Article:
Hipster blogging service Tumblr had a little breach this weekend, possibly revealing users’ personal information, passwords, and IP addresses, according to SocialTimes, which put together a chronology of the event.
On Saturday, a Tweet from @J2Labs alerted: “OMG…The Tumbeasts are spitting out passwords!” It turned out that 748 lines of sensitive configuration information was exposed to the public. Hacker News soon became the site of record for debate on the breach, how serious it was, and who was to blame. Tumblr itself quickly patched the vulnerability and posted an official take on it within six hours of the breach’s discovery. “We’re certain that none of your personal information (passwords, etc.) was exposed, and your blog is backed up and safe as always. This was an embarrassing error, but something we were prepared for,” said Tumblr; it said it would bring in independent auditors to confirm that no passwords or personal information had actually been captured. Tumblr chalked it all up to “a human error.”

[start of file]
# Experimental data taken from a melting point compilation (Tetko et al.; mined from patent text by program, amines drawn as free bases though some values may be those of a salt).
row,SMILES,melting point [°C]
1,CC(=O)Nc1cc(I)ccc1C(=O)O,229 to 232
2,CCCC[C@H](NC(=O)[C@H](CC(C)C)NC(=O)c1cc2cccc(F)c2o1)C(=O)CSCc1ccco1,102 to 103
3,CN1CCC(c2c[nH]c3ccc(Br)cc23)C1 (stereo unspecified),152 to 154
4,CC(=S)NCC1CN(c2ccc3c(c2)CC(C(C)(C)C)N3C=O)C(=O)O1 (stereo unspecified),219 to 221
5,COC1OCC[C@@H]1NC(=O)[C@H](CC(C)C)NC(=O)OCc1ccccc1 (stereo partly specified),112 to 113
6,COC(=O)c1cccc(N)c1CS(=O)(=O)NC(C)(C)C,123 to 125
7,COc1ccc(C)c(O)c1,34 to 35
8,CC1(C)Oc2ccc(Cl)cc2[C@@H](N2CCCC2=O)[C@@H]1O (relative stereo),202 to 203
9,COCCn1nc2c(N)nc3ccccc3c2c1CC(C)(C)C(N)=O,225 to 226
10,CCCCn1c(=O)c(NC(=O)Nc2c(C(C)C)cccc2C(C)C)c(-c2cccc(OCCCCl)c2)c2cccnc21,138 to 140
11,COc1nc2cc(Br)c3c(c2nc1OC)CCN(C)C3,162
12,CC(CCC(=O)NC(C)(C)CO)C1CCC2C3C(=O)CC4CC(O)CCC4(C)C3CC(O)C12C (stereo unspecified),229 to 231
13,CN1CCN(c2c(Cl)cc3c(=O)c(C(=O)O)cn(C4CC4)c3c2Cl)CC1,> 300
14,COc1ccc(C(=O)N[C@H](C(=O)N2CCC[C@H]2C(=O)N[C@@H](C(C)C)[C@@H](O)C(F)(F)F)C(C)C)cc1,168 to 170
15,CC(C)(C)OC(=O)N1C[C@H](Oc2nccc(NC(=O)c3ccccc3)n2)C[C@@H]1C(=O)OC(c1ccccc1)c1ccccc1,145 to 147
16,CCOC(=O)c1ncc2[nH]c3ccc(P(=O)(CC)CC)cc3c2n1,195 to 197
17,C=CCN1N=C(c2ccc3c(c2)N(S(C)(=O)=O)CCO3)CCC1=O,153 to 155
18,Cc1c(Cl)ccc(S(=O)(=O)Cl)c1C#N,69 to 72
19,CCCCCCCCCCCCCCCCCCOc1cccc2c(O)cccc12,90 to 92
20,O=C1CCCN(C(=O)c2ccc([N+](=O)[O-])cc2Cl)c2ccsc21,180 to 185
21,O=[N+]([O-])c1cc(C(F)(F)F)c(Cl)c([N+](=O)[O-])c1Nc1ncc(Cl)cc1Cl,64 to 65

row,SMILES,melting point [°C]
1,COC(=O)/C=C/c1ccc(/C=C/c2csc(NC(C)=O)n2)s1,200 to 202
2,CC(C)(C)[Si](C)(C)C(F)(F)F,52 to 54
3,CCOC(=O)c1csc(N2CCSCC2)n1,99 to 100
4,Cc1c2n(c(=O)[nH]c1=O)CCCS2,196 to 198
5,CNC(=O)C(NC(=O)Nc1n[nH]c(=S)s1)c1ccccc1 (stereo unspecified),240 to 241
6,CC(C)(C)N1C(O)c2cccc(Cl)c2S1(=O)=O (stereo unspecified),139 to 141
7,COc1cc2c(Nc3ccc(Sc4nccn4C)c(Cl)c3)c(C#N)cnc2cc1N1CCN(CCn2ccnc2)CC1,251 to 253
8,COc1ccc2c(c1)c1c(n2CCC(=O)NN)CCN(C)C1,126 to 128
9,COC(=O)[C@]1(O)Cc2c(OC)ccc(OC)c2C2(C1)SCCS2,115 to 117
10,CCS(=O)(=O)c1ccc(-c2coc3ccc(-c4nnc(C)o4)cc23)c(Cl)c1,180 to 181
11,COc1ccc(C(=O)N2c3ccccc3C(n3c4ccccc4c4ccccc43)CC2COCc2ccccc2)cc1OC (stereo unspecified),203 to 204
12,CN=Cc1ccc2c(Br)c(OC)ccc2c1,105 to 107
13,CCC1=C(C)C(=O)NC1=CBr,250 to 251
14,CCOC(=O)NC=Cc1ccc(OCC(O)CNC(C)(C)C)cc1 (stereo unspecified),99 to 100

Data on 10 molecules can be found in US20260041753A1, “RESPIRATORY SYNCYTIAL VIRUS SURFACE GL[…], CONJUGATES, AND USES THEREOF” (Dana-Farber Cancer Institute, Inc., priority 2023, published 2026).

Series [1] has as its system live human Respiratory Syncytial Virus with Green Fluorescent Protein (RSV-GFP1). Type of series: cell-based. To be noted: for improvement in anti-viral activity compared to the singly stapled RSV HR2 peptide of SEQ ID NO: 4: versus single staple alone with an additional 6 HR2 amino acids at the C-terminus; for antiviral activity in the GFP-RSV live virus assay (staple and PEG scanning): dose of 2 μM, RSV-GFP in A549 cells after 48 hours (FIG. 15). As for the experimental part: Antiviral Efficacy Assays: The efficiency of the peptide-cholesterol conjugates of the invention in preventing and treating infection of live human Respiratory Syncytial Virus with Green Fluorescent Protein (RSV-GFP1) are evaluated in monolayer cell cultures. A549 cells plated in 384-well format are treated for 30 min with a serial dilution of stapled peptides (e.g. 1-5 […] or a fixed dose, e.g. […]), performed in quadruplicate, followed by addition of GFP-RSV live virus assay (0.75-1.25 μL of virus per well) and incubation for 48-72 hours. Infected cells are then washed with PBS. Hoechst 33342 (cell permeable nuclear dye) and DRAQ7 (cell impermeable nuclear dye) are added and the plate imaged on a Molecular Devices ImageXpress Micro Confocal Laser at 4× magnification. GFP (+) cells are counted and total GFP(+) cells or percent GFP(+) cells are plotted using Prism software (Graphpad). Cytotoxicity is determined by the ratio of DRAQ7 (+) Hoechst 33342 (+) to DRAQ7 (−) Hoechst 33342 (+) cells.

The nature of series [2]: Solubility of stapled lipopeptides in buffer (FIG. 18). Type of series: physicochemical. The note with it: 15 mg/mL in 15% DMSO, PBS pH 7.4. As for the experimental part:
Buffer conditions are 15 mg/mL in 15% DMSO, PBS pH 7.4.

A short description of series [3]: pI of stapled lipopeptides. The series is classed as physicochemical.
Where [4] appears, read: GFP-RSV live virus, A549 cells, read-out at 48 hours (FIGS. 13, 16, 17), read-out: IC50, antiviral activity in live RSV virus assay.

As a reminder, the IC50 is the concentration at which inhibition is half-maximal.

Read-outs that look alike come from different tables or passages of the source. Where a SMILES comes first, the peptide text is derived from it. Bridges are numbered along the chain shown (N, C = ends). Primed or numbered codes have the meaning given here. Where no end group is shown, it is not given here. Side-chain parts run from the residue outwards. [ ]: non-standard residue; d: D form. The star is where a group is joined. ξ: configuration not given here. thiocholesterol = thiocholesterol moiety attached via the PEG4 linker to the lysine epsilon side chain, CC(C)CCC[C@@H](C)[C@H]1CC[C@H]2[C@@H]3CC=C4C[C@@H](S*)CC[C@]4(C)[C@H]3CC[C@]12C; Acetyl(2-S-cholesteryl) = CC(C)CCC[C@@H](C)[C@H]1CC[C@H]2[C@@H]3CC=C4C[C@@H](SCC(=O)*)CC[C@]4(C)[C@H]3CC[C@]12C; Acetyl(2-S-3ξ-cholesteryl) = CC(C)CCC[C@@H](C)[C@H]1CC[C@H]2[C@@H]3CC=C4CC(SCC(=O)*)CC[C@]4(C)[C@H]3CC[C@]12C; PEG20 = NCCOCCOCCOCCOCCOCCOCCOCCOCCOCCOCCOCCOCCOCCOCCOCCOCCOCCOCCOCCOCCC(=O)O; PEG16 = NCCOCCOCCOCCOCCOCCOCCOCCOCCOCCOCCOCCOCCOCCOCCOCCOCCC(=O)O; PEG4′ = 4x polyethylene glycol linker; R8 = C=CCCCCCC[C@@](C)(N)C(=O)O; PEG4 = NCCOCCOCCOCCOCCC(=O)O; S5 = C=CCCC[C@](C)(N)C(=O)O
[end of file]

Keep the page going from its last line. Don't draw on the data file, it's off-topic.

Commenters on Hacker News have very different takes on the event. User nsfmc called the community’s response to the breach “self-righteous and incredibly passive-aggressive…I mean, find a bug, report it, move on.” User InclinedPlane did not agree, calling the breach “a failure of basic security principles. Imagine if the super to your apartment complex accidentally mailed a box full of duplicate keys to a local methadone clinic. That’s not an embarrassing mistake, it’s a catastrophic error bordering on criminal negligence.” Other users came down somewhere in the middle.
It’s not the first time Tumblr has had back-end troubles. The four-year-old site hosting 15 million blogs had a fairly basic security hole back in its infancy, three years ago, when users found they could access Tumblr’s system administration page just by adding “/admin” to a URL. Tumblr’s security has obviously become more sophisticated since then. But on top of the recent security breach, it has had problems accommodating its rapid growth, undergoing a site outage in December. The site recently received a $135 million valuation.